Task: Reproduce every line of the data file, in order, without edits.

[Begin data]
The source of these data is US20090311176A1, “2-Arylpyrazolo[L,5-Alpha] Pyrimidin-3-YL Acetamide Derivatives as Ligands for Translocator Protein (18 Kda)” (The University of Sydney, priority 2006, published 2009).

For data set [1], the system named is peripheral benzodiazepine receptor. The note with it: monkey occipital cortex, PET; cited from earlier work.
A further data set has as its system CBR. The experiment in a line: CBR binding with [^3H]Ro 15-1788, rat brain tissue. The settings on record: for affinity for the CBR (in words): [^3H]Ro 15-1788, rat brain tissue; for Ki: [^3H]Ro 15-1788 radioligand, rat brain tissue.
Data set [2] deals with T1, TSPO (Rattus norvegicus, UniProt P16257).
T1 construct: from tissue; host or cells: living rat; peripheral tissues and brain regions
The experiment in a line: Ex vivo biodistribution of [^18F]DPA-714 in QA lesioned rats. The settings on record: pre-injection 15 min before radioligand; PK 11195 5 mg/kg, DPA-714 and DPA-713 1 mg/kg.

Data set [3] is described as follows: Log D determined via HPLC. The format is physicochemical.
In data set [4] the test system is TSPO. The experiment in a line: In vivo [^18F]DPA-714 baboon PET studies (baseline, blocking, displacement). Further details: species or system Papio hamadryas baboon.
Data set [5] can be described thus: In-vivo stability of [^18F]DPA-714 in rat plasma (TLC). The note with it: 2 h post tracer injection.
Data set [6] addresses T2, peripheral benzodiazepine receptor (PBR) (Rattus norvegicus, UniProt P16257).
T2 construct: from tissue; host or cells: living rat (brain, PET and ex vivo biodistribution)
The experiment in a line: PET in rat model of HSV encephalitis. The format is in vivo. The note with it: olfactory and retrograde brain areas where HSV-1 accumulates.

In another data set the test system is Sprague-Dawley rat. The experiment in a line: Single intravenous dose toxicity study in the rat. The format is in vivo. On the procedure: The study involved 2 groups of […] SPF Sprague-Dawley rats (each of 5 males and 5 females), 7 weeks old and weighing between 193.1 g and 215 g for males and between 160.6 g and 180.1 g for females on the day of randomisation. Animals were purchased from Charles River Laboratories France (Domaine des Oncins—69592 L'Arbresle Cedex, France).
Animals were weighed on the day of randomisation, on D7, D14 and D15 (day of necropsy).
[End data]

The source of these data is US20090311176A1, “2-Arylpyrazolo[L,5-Alpha] Pyrimidin-3-YL Acetamide Derivatives as Ligands for Translocator Protein (18 Kda)” (The University of Sydney, priority 2006, published 2009).

For data set [1], the system named is peripheral benzodiazepine receptor. The note with it: monkey occipital cortex, PET; cited from earlier work.
A further data set has as its system CBR. The experiment in a line: CBR binding with [^3H]Ro 15-1788, rat brain tissue. The settings on record: for affinity for the CBR (in words): [^3H]Ro 15-1788, rat brain tissue; for Ki: [^3H]Ro 15-1788 radioligand, rat brain tissue.
Data set [2] deals with T1, TSPO (Rattus norvegicus, UniProt P16257).
T1 construct: from tissue; host or cells: living rat; peripheral tissues and brain regions
The experiment in a line: Ex vivo biodistribution of [^18F]DPA-714 in QA lesioned rats. The settings on record: pre-injection 15 min before radioligand; PK 11195 5 mg/kg, DPA-714 and DPA-713 1 mg/kg.

Data set [3] is described as follows: Log D determined via HPLC. The format is physicochemical.
In data set [4] the test system is TSPO. The experiment in a line: In vivo [^18F]DPA-714 baboon PET studies (baseline, blocking, displacement). Further details: species or system Papio hamadryas baboon.
Data set [5] can be described thus: In-vivo stability of [^18F]DPA-714 in rat plasma (TLC). The note with it: 2 h post tracer injection.
Data set [6] addresses T2, peripheral benzodiazepine receptor (PBR) (Rattus norvegicus, UniProt P16257).
T2 construct: from tissue; host or cells: living rat (brain, PET and ex vivo biodistribution)
The experiment in a line: PET in rat model of HSV encephalitis. The format is in vivo. The note with it: olfactory and retrograde brain areas where HSV-1 accumulates.

In another data set the test system is Sprague-Dawley rat. The experiment in a line: Single intravenous dose toxicity study in the rat. The format is in vivo. On the procedure: The study involved 2 groups of […] SPF Sprague-Dawley rats (each of 5 males and 5 females), 7 weeks old and weighing between 193.1 g and 215 g for males and between 160.6 g and 180.1 g for females on the day of randomisation. Animals were purchased from Charles River Laboratories France (Domaine des Oncins—69592 L'Arbresle Cedex, France).
Animals were weighed on the day of randomisation, on D7, D14 and D15 (day of necropsy).